Cincinnati/Northern Kentucky Int’l Leverages Innovation

Cincinnati/Northern Kentucky Int’l Leverages Innovation
Thomas J. Smith
Published in: 

Stroll through Cincinnati/Northern Kentucky International Airport (CVG) and you might encounter a machine without an operator scrubbing the floors, a small cargo pod dutifully rolling behind an employee as if by magic, and any number of other tech-forward devices hard at work.   

Why the emphasis on futuristic innovations? To build a compelling brand experience that keeps passengers coming back. 

“Unlike anywhere else in the U.S., CVG is surrounded by five other competing airports all within a 60- to 90-minute drive,” explains Brian Cobb, CVG’s chief innovation officer. “Consumers in this drive-centric geography have choices about which airport they will use. You need to create a fandom approach so that decision moves away from utilitarian to trust and a love of the product. If consistent, just as in sports, fans will come back year after year.”

In short, innovation is part of CVG’s brand. And having a chief innovation officer on its organizational chart demonstrates a commitment to the approach.   

Standing still or maintaining the status quo is not acceptable, explains Cobb. Instead, the airport emphasizes improving on what it did yesterday. “If that involves technology, you can call it innovation,” he comments. “But it is really about how you propel your brand forward.”

He describes innovation as a combination of talent, technology and change management.

“The aviation industry is full of innovative approaches,” says Chief Executive Officer Candace McGraw. “At CVG, we are strategically positioning our airport for the future by leaning into new ways of thinking and advancing technologies. By doing this, we establish partnerships and test technology in a live airport environment, all to enhance the airport experience for travelers, business partners and the community.” 

To do so, Cobb and his staff leverage their annual budget to research and test a wide range of developing products and services. Together, they assess MVPS (minimum viable product status); and if test results demonstrate enough potential, the team develops revenue strategies to pay for full deployment. 

The airport is also a member of Cintrifuse, a technology business incubator supported by the area’s Fortune 500 companies, universities, local governments and small businesses.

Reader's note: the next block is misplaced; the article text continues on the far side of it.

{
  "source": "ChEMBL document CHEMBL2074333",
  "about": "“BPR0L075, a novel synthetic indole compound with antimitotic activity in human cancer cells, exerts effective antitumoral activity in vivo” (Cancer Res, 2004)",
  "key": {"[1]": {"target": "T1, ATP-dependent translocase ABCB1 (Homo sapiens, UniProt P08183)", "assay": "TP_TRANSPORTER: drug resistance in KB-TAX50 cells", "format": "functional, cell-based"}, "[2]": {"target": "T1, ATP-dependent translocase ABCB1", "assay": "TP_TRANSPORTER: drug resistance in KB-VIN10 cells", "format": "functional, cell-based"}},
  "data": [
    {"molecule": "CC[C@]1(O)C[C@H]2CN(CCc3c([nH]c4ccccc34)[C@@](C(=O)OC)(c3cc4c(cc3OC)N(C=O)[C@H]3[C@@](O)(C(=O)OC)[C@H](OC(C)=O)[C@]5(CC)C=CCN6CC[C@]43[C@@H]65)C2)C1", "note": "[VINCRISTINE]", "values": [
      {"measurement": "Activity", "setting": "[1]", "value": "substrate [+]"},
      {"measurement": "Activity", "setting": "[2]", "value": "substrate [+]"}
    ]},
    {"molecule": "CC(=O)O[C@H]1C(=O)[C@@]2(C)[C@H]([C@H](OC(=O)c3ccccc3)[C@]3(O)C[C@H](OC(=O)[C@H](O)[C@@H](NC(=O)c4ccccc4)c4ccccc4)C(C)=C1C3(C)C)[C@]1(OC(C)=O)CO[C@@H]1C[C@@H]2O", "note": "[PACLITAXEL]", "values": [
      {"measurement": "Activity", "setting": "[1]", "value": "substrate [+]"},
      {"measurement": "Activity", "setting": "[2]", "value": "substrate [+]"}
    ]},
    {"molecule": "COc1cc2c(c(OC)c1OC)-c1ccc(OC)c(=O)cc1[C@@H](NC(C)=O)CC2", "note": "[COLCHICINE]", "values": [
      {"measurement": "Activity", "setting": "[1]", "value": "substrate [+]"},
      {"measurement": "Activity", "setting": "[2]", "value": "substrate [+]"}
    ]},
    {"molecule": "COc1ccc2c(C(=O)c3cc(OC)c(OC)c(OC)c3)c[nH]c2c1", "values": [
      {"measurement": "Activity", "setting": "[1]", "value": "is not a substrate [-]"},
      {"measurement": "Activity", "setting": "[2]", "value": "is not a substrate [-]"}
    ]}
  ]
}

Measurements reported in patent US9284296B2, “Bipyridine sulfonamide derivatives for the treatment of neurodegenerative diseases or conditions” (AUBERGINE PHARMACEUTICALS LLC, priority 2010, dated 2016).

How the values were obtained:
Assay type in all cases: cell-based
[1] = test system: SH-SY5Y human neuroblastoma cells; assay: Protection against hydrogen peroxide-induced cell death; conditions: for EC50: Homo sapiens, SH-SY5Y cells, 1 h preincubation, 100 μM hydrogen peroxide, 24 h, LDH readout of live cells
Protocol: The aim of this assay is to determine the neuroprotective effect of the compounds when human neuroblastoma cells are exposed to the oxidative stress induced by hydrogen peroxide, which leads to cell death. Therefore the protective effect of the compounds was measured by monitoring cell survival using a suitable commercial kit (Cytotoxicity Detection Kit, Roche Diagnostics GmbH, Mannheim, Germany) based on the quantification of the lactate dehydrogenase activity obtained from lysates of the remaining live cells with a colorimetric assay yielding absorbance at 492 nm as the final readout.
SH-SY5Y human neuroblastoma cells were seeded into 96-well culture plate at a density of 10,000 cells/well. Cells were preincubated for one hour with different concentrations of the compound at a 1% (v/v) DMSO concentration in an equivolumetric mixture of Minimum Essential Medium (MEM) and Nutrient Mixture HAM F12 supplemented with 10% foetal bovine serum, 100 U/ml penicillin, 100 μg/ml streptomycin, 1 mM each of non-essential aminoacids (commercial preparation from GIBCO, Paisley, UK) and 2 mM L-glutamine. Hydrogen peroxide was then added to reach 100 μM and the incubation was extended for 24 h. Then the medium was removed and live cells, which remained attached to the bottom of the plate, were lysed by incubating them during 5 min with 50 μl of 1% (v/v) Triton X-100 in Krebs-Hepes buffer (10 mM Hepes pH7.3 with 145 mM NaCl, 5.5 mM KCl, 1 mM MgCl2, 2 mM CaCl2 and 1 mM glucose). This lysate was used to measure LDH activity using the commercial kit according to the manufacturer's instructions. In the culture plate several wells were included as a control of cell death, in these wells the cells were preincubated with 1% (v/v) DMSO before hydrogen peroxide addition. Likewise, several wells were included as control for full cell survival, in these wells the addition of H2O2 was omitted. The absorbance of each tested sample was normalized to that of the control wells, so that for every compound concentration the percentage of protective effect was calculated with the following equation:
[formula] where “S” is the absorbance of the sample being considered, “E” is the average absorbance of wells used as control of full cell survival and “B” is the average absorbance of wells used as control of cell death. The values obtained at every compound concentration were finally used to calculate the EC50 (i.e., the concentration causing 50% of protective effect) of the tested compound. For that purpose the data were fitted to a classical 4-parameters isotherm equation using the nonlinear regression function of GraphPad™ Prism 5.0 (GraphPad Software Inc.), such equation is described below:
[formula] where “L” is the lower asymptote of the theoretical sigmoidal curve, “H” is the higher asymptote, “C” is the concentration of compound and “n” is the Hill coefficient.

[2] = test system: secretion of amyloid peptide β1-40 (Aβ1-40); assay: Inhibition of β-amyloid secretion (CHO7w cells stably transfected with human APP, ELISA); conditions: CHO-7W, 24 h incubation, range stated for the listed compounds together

H2Oh Cool

Sustainability and enhancing the customer experience are two key elements Cobb’s team considers when looking for ways to diversify concessions. The September arrival of two Drop Water vending machines, one in each concourse, checked both boxes. The self-service machines dispense plain, flavored and/or caffeinated water into a customer’s own reusable bottle or a cardboard “bottle” from inside the machine. Cobb likens the vending units to Coca-Cola Freestyle® machines found in quick-serve restaurants and convenience stores.

 “It is a fun-to-use machine,” he says of the mix-and-match options it offers customers. “And it is clearly a sustainable approach.”

Regarding sustainability features, the company’s patented cardboard containers can be reused before beginning to deteriorate, and then they’re recyclable or compostable. Moreover, the vending machines filter the airport’s tap water, so the Silicon Valley startup does not transport it in vehicles that burn diesel fuel and produce emissions.

“We really think this is the future of bottled drinks,” says Drop Water Chief Executive Officer Scott Edwards. 

 From a footprint perspective (critical for most airports), each of the company’s vending machines holds more than 1,000 of its empty cardboard bottles. A traditional vending machine would require 10 times that space to store a similar number of filled plastic or glass bottles.

CVG is also working with PathWater, a firm that sells purified water in reusable aluminum bottles. The company, also from California, plans to sell its bottled water via existing concessionaires and vending machines; but the coronavirus pandemic is hampering its rollout.

“Right now, the retailers are trying to figure out how to survive rather than bringing on new product concepts,” says Cobb. “When they are ready to re-open and are looking to improve their product offerings, this one speaks to the sustainability elements.”

He hopes PathWater will be available at CVG by this spring. The airport does not have a master concessionaire to run new products through. Instead, HMS Host and Paradies Lagardère manage and lease retail and food/beverage spaces.

Service, Will Robinson

Robotic ventures are another main category for Cobb and his cohorts. In late fall, they began a 12-week trial of gita, a 2-foot tall “personal robot” designed and manufactured by Piaggio Fast Forward. Airport personnel have been testing gita’s ability to carry passengers’ items from the security checkpoint to the gate area. Cobb also sees the potential for the droid-like unit to deliver food orders to passengers already at the gates.

“We are using the [pandemic] slowdown as an opportunity to deploy new products,” Cobb explains. “Passengers will see all the differences and see that we used the time wisely.”

In November, CVG served about 5,000 travelers per day—roughly 40% its usual volume.

Currently, the challenge is determining how to best serve travelers and the concession tenants.

“In this COVID era, travelers go through screening and head immediately to their gate and do not leave it,” says Cobb, noting that this behavior is taking a toll on retail and food/beverage sales.

He considers the situation a doubled-edged sword. Passengers have fewer options because many concessions remain closed or are open for very limited hours; but there are fewer passengers to support the concessions that are open.